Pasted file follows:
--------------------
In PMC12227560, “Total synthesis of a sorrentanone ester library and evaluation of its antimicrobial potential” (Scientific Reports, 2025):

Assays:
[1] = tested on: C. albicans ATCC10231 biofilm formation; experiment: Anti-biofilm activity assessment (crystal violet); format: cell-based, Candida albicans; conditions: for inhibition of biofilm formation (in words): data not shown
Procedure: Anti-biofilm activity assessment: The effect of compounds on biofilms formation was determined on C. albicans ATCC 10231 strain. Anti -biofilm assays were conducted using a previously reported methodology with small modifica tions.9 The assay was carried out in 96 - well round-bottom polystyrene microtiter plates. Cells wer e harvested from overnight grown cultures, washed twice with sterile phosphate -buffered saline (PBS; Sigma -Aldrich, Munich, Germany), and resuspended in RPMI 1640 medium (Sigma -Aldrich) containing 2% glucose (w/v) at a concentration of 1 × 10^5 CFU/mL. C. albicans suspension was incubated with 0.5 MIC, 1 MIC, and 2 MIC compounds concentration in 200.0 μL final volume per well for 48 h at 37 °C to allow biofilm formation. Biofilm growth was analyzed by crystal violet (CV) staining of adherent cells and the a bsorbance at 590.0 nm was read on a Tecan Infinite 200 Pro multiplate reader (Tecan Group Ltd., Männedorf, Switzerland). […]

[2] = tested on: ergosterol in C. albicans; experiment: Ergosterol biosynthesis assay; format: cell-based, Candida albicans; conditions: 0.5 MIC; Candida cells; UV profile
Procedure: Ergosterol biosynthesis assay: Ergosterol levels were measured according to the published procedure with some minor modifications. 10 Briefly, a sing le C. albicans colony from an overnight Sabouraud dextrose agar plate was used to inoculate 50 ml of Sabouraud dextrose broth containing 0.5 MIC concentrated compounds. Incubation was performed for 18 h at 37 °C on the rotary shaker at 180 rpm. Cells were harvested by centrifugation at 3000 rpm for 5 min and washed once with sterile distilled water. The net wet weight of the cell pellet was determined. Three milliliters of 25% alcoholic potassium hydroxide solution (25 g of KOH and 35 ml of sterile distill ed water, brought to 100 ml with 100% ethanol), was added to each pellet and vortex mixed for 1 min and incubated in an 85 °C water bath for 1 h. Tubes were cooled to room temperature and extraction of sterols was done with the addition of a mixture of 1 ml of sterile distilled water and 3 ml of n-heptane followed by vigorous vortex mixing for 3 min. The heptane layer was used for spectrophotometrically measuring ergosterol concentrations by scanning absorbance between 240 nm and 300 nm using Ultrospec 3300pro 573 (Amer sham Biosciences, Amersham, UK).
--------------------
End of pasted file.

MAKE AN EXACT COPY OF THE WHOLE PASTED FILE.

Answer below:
In PMC12227560, “Total synthesis of a sorrentanone ester library and evaluation of its antimicrobial potential” (Scientific Reports, 2025):

Assays:
[1] = tested on: C. albicans ATCC10231 biofilm formation; experiment: Anti-biofilm activity assessment (crystal violet); format: cell-based, Candida albicans; conditions: for inhibition of biofilm formation (in words): data not shown
Procedure: Anti-biofilm activity assessment: The effect of compounds on biofilms formation was determined on C. albicans ATCC 10231 strain. Anti -biofilm assays were conducted using a previously reported methodology with small modifica tions.9 The assay was carried out in 96 - well round-bottom polystyrene microtiter plates. Cells wer e harvested from overnight grown cultures, washed twice with sterile phosphate -buffered saline (PBS; Sigma -Aldrich, Munich, Germany), and resuspended in RPMI 1640 medium (Sigma -Aldrich) containing 2% glucose (w/v) at a concentration of 1 × 10^5 CFU/mL. C. albicans suspension was incubated with 0.5 MIC, 1 MIC, and 2 MIC compounds concentration in 200.0 μL final volume per well for 48 h at 37 °C to allow biofilm formation. Biofilm growth was analyzed by crystal violet (CV) staining of adherent cells and the a bsorbance at 590.0 nm was read on a Tecan Infinite 200 Pro multiplate reader (Tecan Group Ltd., Männedorf, Switzerland). […]

[2] = tested on: ergosterol in C. albicans; experiment: Ergosterol biosynthesis assay; format: cell-based, Candida albicans; conditions: 0.5 MIC; Candida cells; UV profile
Procedure: Ergosterol biosynthesis assay: Ergosterol levels were measured according to the published procedure with some minor modifications. 10 Briefly, a sing le C. albicans colony from an overnight Sabouraud dextrose agar plate was used to inoculate 50 ml of Sabouraud dextrose broth containing 0.5 MIC concentrated compounds. Incubation was performed for 18 h at 37 °C on the rotary shaker at 180 rpm. Cells were harvested by centrifugation at 3000 rpm for 5 min and washed once with sterile distilled water. The net wet weight of the cell pellet was determined. Three milliliters of 25% alcoholic potassium hydroxide solution (25 g of KOH and 35 ml of sterile distill ed water, brought to 100 ml with 100% ethanol), was added to each pellet and vortex mixed for 1 min and incubated in an 85 °C water bath for 1 h. Tubes were cooled to room temperature and extraction of sterols was done with the addition of a mixture of 1 ml of sterile distilled water and 3 ml of n-heptane followed by vigorous vortex mixing for 3 min. The heptane layer was used for spectrophotometrically measuring ergosterol concentrations by scanning absorbance between 240 nm and 300 nm using Ultrospec 3300pro 573 (Amer sham Biosciences, Amersham, UK).